Most of us understand the trade-offs that we make in using Facebook, Google, Amazon and other social networks and internet services that have become a huge part of our daily lives.
In exchange for that connectivity with friends, family, the rest of the world and the products and services we want to purchase, these typically “free” services still extract a payment from us in the form of the personal data and information that is freely shared by us or that we consent to provide by clicking an “accept” button following line after line of “terms of service” fine print.
But even if we understand those trade-offs, it doesn’t mean we’re entirely happy about the price we pay in how our personal data and information is used and traded as a commodity. Or with the “creepy” way that some services seem to eavesdrop on our searchers and the sites we visit.
For years, however, there’s been growing push-back and concern about how that data is used and sold to other companies.
Rules to control that flow of information — and allow consumers to have more say in what is and isn’t used and sold — have already been adopted by the European Union and in the U.S. by California. Washington state may be next, borrowing from both, in legislation now in the state Senate that has received approval from two committees and could soon move on to a floor vote.
The Washington Privacy Act, Senate Bill 5062, is a renewed attempt at securing some consumer protection and control. Similar legislation failed in 2019 and 2020 following objections of advocates for consumer and civil rights, among others. Noting previous criticisms, Sen. Reuven Carlyle, D-Seattle, has returned this year with legislation that, while keeping the support of most of the industry, has attempted to strengthen provisions for enforcement.
Under provisions of the bill, consumers would have rights regarding their ability to review, correct and delete personal information and could opt out of providing data that could be used or sold to target advertising or to compile profiles of consumers. Along with additional responsibilities for the companies, the legislation would also give enforcement responsibility to the state Office of the Attorney General.
Previous legislation lacked the support of Attorney General Bob Ferguson, Carlyle said in a recent interview with technology news site GeekWire, but Ferguson has said the current bill as amended would be enforceable by his office.
There remain opponents, particularly the ACLU of Washington state. Jennifer Lee, the ACLU’s technology and liberty manager, during a hearing before the Senate Ways and Means Committee, called the legislation a “weak, industry-backed bill.” Lee faulted the legislation for not requiring companies to seek “opt-in” permission from consumers regarding their data, for not allowing consumer legal action and for not providing adequate funding for the enforcement by the AG’s office.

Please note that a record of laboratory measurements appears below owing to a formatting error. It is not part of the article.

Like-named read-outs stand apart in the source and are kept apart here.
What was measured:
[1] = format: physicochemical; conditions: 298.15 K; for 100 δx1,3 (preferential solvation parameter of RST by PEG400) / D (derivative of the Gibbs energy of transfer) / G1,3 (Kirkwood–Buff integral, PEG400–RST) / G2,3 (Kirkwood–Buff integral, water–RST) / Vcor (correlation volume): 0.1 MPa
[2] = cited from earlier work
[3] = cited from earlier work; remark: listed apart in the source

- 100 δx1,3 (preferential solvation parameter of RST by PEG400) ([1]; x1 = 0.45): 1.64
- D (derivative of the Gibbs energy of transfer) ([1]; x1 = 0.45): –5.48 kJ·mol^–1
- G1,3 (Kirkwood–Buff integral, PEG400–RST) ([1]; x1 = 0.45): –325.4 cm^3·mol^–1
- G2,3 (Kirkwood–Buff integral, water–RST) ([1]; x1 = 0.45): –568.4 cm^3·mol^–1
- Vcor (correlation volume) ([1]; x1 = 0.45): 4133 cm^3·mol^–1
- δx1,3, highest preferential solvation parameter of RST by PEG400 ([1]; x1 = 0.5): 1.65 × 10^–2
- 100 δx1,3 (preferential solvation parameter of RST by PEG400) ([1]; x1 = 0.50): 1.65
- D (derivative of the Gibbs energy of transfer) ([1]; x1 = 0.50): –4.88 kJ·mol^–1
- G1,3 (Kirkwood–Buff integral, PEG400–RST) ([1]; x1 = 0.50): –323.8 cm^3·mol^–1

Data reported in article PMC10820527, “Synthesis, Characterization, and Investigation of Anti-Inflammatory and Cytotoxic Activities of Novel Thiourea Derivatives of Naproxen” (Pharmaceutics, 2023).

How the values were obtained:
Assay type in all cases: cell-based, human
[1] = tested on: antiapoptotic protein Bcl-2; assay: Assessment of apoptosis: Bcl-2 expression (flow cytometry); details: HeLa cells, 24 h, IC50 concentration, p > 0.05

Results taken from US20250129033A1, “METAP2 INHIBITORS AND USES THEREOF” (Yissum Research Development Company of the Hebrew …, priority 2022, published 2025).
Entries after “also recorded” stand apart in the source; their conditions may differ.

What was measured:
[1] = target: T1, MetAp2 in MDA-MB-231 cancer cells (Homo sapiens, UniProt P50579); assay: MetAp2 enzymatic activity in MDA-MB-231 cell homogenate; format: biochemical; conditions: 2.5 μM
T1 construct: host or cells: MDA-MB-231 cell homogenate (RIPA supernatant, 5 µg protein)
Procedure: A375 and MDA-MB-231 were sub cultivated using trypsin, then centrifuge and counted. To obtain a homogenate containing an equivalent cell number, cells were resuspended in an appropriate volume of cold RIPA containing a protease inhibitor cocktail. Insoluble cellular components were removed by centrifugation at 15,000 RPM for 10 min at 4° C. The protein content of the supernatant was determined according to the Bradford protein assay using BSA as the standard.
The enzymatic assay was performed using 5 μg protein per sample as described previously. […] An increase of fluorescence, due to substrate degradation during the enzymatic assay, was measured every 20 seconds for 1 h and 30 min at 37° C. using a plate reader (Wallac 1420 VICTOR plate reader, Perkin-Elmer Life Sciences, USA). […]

Under EU regulations, “Countries with populations smaller than Washington state spend over 16 times more than what is being proposed here,” Lee said. Allowing a private right of action — lawsuits and the threat of lawsuits — would reduce enforcement costs to the state, she said.
Lee may be correct about the funding, which would only allow the AG’s office to hire a small staff to handle issues, but Carlyle’s bill offers provisions that could still provide useful protections soon, following years of failed attempts.
Regarding the bill’s industry support, while that might raise justifiable suspicions among some, the legislation required buy-in from those companies, who otherwise were likely to continue lobbying against any consumer protections. And industry support for the legislation varies. Carlyle noted to GeekWire that while Microsoft and Amazon are backing the bill, Facebook has been neutral, and Twitter was “less than enthusiastic behind the scenes.”
Allowing consumers to “opt out” of data collection, rather than requiring companies to first ask their users to “opt in,” also will require an effort to notify and educate consumers about how to protect their private information and data. Some additional funding for those efforts is necessary.
It’s worth noting that California’s legislation, adopted in 2018, has since been strengthened by a citizen’s initiative that will take effect in 2023. A similar effort can be considered in Washington state, but it makes sense to get some protections on the books now for consumers that then can be followed with reforms either by the Legislature or by initiative.
Most of us recognize and even appreciate the connectivity that social networks and internet services provide. But those services shouldn’t require us to pay an unreasonable — and prying — price with our personal information.